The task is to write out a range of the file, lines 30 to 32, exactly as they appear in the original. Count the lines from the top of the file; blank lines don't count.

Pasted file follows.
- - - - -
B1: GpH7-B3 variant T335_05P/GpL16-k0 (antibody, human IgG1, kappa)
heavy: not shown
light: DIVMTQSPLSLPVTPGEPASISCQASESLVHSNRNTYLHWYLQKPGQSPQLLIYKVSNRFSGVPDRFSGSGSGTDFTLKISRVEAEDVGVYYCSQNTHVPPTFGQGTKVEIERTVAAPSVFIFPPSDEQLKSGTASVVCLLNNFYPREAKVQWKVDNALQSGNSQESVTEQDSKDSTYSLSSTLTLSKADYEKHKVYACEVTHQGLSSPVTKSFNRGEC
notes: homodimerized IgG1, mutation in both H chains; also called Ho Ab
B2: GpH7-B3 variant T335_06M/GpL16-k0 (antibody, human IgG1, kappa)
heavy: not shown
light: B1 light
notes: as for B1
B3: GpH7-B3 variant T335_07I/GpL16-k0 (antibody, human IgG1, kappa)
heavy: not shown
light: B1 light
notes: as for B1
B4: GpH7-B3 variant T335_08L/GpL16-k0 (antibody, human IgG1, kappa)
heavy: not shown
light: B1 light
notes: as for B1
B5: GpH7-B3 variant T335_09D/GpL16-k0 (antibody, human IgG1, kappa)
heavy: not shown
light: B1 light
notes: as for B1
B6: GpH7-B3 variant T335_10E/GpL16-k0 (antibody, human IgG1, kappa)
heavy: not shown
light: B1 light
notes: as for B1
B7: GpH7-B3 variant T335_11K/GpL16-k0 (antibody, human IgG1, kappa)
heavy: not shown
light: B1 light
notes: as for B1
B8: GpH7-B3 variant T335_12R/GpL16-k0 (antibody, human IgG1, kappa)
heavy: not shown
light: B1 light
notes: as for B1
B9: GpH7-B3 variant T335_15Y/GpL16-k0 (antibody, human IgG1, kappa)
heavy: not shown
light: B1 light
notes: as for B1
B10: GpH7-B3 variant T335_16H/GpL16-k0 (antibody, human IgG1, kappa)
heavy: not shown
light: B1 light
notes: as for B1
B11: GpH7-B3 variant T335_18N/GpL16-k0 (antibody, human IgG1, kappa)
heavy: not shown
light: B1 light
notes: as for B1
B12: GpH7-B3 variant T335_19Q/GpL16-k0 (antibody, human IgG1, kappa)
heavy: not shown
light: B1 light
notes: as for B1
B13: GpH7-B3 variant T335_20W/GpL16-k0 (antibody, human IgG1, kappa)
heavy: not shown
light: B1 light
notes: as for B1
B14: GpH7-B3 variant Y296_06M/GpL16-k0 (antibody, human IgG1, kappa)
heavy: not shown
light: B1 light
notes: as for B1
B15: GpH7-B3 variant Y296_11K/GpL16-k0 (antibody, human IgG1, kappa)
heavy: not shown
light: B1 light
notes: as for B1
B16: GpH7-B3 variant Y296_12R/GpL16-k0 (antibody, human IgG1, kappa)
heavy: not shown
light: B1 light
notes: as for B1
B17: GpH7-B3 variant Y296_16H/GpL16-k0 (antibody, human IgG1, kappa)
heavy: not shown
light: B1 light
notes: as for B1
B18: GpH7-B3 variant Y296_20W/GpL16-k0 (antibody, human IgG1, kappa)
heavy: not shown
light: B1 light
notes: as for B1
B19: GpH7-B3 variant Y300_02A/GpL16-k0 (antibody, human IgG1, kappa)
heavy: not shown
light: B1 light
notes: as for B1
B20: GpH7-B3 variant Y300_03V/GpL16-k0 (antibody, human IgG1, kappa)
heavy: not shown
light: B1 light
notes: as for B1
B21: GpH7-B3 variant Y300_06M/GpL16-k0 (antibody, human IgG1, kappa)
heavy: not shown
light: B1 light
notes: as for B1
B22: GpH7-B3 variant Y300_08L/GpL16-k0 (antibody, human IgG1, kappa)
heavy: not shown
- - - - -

heavy: not shown
light: B1 light
notes: as for B1